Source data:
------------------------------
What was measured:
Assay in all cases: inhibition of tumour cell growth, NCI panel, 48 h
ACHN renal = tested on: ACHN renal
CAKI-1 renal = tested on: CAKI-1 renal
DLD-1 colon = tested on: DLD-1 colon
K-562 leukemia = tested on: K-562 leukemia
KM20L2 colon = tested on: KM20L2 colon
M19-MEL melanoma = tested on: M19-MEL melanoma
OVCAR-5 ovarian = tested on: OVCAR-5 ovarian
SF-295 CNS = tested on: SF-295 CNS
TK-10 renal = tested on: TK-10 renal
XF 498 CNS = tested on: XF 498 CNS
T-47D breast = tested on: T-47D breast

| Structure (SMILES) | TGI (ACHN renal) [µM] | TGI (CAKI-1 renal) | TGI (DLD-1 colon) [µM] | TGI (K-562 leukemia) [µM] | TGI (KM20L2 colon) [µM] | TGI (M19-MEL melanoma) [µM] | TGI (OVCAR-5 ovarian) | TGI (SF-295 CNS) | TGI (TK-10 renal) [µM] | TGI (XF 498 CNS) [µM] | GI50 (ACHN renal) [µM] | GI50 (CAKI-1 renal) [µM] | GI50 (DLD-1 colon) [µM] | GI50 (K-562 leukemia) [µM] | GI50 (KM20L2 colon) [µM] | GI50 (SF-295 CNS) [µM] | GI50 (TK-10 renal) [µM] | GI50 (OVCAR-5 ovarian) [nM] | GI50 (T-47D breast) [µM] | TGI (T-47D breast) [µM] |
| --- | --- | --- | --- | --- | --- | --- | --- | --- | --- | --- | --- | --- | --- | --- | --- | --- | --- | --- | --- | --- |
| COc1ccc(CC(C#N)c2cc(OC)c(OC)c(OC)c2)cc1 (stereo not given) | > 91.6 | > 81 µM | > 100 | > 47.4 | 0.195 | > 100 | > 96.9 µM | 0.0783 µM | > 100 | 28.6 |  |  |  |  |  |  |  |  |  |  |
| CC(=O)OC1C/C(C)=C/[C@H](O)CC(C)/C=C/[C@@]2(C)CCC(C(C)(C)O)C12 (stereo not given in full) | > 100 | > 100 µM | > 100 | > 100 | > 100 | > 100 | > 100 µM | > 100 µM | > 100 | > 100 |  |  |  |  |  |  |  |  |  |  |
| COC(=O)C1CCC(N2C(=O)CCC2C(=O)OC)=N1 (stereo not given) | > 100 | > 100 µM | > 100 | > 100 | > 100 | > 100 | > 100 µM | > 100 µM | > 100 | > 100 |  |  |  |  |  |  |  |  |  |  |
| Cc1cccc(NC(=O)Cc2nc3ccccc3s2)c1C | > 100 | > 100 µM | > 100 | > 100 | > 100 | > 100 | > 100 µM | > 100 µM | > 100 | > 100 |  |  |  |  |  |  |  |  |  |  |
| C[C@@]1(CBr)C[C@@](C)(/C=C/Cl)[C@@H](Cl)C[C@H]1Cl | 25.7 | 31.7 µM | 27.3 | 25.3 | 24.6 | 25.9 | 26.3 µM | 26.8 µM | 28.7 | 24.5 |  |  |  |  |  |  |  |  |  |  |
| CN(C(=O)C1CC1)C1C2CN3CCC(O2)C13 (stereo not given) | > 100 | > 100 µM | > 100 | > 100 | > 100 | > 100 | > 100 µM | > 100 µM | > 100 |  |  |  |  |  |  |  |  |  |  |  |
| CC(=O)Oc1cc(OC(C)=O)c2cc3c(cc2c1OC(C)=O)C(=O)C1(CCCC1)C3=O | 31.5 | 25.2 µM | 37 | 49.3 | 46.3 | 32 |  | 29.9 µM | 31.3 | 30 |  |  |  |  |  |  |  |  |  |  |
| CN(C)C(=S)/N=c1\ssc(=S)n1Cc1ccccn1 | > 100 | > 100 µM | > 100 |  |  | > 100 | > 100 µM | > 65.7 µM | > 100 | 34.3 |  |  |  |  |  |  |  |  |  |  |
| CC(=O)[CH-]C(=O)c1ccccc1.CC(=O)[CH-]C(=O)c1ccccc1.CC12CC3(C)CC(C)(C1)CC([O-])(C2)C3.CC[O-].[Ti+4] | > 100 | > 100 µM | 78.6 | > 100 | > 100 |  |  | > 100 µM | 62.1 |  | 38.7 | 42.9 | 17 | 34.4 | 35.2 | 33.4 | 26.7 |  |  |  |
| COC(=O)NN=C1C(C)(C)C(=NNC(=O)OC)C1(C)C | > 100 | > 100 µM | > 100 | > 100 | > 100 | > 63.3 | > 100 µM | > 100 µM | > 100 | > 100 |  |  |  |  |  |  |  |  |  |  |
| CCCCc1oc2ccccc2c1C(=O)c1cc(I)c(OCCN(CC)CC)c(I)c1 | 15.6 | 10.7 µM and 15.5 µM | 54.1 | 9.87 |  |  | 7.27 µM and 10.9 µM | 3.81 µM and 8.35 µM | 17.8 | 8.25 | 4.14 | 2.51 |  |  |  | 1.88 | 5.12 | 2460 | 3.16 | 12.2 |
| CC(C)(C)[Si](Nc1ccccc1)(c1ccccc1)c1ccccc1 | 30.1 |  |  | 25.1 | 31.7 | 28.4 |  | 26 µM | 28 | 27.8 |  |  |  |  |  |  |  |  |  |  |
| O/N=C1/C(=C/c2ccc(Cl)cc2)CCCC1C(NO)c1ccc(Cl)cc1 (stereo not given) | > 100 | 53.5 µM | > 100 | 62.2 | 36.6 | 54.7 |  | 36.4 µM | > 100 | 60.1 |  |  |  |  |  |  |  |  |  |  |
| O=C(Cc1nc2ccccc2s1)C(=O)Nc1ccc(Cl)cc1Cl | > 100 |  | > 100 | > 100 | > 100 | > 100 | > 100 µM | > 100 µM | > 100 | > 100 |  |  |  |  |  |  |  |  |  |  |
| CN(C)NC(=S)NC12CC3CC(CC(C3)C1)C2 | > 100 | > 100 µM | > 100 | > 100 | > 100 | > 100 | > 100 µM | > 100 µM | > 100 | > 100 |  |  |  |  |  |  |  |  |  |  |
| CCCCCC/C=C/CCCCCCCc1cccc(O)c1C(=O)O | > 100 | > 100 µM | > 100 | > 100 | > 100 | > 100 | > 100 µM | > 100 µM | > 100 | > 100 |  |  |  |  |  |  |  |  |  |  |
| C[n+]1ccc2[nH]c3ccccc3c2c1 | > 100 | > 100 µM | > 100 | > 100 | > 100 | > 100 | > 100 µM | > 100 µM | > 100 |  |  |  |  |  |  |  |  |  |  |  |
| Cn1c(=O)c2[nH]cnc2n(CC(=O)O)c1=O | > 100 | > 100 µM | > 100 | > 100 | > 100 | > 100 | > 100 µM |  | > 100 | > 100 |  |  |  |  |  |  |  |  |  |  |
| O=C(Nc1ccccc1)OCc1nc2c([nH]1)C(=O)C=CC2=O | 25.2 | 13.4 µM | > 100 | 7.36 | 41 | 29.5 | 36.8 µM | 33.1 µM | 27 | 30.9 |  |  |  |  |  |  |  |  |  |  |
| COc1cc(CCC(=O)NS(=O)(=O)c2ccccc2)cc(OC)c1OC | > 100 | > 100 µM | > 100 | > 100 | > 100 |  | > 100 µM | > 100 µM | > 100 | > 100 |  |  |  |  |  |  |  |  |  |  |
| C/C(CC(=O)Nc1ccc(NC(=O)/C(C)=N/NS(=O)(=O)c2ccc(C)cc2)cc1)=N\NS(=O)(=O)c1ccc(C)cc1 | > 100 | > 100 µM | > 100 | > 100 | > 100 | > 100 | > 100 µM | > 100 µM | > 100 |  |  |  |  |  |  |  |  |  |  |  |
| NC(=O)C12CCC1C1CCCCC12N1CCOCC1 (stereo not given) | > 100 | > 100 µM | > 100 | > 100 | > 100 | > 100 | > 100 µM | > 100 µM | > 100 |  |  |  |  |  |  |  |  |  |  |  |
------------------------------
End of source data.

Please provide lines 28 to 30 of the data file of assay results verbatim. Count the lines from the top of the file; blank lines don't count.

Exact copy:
| O/N=C1/C(=C/c2ccc(Cl)cc2)CCCC1C(NO)c1ccc(Cl)cc1 (stereo not given) | > 100 | 53.5 µM | > 100 | 62.2 | 36.6 | 54.7 |  | 36.4 µM | > 100 | 60.1 |  |  |  |  |  |  |  |  |  |  |
| O=C(Cc1nc2ccccc2s1)C(=O)Nc1ccc(Cl)cc1Cl | > 100 |  | > 100 | > 100 | > 100 | > 100 | > 100 µM | > 100 µM | > 100 | > 100 |  |  |  |  |  |  |  |  |  |  |
| CN(C)NC(=S)NC12CC3CC(CC(C3)C1)C2 | > 100 | > 100 µM | > 100 | > 100 | > 100 | > 100 | > 100 µM | > 100 µM | > 100 | > 100 |  |  |  |  |  |  |  |  |  |  |